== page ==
BAE axes 230 jobs at submarine site

BAE Systems plans to axe up to 230 jobs at a submarine site following a review of its business, the company announced today. The defence firm launched a 90-day consultation with unions over the job cuts at Barrow-in-Furness in Cumbria, saying the move was "regrettable." 

BAE's Submarine Solutions division said it had carried out a detailed review of its current and future workload requirements to make sure it had the correct skills and resources while maintaining a competitive cost base.

John Hudson, managing director at BAE Systems Submarine Solutions, said: "These steps are regrettable but necessary to ensure a sustainable business, thereby allowing the company to deliver to the customer in line with their expectations of value and schedule.

"We have a responsibility to manage our cost base to remain competitive and meet our customers' future requirements. We will work with our employees and their representatives to explore ways of mitigating these potential job losses and we will ensure employees are fully supported throughout this process."

BAE Systems Submarine Solutions employs around 5,000 people across nine UK locations, constructing the Astute class of nuclear-powered submarines.

Hugh Scullion, general secretary of the Confederation of Shipbuilding and Engineering Unions (CSEU), said: "The CSEU believes that with a positive attitude to negotiations, there will be no need for compulsory job losses.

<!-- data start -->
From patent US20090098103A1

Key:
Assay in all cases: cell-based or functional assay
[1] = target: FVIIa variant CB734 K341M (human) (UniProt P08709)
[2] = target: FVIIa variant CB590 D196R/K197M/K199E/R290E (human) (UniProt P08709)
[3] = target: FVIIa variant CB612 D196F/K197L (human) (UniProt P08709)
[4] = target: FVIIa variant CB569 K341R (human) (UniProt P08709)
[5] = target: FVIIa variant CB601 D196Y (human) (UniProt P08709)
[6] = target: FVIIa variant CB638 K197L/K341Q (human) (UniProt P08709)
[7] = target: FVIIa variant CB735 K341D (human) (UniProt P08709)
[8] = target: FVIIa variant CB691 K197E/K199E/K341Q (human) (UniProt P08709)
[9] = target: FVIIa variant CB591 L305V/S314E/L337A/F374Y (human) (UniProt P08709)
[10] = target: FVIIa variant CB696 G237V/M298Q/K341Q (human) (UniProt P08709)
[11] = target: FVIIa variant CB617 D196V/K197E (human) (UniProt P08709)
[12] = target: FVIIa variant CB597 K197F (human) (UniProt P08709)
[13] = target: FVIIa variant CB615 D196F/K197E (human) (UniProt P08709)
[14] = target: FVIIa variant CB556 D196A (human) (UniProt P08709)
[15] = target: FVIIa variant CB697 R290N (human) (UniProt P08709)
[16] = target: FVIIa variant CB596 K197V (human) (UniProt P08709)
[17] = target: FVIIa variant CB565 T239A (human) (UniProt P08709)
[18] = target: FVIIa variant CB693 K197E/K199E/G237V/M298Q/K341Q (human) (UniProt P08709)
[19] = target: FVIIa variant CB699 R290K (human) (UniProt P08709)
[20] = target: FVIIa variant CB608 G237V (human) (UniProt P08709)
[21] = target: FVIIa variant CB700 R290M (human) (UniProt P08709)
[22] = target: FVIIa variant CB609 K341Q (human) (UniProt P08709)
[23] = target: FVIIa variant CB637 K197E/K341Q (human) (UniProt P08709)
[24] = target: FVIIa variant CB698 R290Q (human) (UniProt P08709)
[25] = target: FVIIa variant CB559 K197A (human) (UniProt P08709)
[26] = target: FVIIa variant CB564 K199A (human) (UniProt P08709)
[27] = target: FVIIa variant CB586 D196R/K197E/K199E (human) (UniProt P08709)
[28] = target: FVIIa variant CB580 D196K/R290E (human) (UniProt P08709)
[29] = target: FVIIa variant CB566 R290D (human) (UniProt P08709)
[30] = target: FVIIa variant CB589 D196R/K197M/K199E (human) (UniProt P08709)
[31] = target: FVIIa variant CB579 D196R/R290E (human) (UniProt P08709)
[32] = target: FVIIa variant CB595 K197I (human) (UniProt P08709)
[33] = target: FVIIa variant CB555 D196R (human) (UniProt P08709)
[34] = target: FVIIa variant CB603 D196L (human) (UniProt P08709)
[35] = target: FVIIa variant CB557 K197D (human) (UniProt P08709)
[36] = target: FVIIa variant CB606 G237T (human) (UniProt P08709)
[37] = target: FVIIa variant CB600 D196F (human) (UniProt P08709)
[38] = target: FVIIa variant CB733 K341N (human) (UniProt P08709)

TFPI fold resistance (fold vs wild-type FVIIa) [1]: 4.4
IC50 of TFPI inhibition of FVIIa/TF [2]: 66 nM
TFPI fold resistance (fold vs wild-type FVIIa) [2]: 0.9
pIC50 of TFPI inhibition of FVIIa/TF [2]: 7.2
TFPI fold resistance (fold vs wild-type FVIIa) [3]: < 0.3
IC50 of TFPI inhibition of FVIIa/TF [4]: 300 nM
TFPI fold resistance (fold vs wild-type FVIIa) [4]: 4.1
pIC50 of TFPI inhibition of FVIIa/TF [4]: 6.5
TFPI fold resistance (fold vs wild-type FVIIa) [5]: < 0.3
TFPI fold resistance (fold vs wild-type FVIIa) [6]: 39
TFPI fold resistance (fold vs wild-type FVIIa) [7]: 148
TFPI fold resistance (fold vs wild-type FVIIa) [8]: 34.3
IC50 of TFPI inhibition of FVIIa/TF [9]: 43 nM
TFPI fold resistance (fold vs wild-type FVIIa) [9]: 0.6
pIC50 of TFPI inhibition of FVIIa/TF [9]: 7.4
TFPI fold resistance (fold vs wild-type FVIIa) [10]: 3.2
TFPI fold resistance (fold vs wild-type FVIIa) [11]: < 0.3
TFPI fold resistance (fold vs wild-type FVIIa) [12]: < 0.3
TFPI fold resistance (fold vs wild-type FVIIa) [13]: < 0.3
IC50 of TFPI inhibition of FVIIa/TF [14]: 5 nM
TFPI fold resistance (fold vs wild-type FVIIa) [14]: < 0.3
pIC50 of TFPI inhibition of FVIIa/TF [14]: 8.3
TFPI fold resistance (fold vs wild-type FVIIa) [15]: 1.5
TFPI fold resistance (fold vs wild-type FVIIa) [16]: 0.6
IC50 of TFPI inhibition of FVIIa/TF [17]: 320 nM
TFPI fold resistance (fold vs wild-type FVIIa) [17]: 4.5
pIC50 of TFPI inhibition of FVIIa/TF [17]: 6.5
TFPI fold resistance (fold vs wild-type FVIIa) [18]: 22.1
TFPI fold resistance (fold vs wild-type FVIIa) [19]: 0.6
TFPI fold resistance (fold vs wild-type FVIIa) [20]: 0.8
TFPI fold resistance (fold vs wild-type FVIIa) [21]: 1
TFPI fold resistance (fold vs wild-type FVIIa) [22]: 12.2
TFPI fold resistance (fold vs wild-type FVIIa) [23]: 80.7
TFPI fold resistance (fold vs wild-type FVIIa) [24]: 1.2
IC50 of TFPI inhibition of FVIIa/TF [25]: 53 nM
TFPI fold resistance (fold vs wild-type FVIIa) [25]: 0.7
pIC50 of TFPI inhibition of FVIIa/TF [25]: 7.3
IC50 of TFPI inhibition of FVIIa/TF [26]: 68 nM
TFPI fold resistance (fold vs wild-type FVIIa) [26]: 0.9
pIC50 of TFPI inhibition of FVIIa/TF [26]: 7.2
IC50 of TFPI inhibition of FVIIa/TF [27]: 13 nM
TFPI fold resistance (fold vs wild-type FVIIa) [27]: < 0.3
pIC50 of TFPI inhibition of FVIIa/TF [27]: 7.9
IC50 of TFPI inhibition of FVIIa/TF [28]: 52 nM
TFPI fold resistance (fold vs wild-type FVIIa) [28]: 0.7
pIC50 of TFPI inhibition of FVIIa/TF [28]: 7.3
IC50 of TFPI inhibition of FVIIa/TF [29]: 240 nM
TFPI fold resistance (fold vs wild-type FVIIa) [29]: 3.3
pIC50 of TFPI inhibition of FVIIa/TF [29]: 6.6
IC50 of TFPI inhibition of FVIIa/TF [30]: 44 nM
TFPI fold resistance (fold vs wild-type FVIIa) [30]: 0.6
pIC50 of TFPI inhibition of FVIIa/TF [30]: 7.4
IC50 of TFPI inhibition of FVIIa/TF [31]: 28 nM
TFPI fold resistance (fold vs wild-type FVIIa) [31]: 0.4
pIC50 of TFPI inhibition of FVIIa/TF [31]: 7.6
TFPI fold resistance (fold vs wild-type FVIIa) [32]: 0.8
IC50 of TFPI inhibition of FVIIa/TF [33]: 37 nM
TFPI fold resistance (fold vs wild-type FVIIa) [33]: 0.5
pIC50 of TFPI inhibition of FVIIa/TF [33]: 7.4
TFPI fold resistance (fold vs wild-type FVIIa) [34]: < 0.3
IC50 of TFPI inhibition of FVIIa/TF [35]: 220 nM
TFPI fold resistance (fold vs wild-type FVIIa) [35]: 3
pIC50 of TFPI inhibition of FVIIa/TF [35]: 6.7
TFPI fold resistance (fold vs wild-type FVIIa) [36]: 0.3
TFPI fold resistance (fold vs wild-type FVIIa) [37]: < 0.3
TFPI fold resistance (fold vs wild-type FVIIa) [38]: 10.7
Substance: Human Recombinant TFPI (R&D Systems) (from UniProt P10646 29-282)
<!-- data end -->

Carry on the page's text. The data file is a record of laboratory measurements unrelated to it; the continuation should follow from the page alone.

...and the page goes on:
"Local talks have been initiated to mitigate the numbers of jobs to be lost and we believe that through volunteers, transfers, re-training, re-skilling, and the use of mobility agreements, this will negate the need for compulsory redundancies.

"This is not the time to rid the shipbuilding industry of its skills base. There is an ongoing build-up of work on the carrier project and more work to continue with the Astute Project. These skills are required now and will be into the future. That is why the talks need to be proactive to avoid the need for compulsory redundancies."

Keith Hazlewood, national officer of the GMB union, said: "This decision to slow down the speed of construction will extend the build by nine months per boat. This will impact on the workforce by a loss of jobs in the core workforce and amongst the sub-contractors.

"This decision is nothing short of short-termism, which is not in the best interests of UK manufacturing, or the community in Barrow or other places that rely on the defence industry for jobs. GMB will be seeking a meeting with BAE to explore all means of mitigation against any compulsory job losses."

Today's news takes the number of jobs lost or threatened this week to more than 5,000 following a series of announcements about cuts in employment. More than 3,300 cuts were announced or confirmed yesterday, hitting council, retail and manufacturing workers in different parts of the UK.

The black day followed announcements of 1,600 job losses on Tuesday, including 400 at Cadbury's Somerdale factory in Somerset, which is to close with the loss of 400 jobs despite hopes that new owner Kraft would save it.

The run of bad news comes ahead of new unemployment figures next week.

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